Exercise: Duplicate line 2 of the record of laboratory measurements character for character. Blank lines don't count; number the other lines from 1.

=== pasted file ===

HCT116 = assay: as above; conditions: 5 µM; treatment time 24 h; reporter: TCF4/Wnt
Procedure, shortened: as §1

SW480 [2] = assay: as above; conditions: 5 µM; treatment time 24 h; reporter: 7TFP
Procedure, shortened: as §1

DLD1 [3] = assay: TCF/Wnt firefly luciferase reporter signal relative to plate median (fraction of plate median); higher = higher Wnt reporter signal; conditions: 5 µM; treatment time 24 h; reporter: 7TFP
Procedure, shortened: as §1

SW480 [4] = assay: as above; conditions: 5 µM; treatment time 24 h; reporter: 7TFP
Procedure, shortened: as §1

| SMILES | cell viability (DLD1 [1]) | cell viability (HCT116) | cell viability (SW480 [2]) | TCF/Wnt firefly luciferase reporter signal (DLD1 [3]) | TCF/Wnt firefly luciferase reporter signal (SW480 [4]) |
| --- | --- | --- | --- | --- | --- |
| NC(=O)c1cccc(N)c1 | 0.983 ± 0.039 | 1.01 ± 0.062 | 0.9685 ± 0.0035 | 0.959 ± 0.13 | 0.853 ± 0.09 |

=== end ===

Procedure, shortened: as §1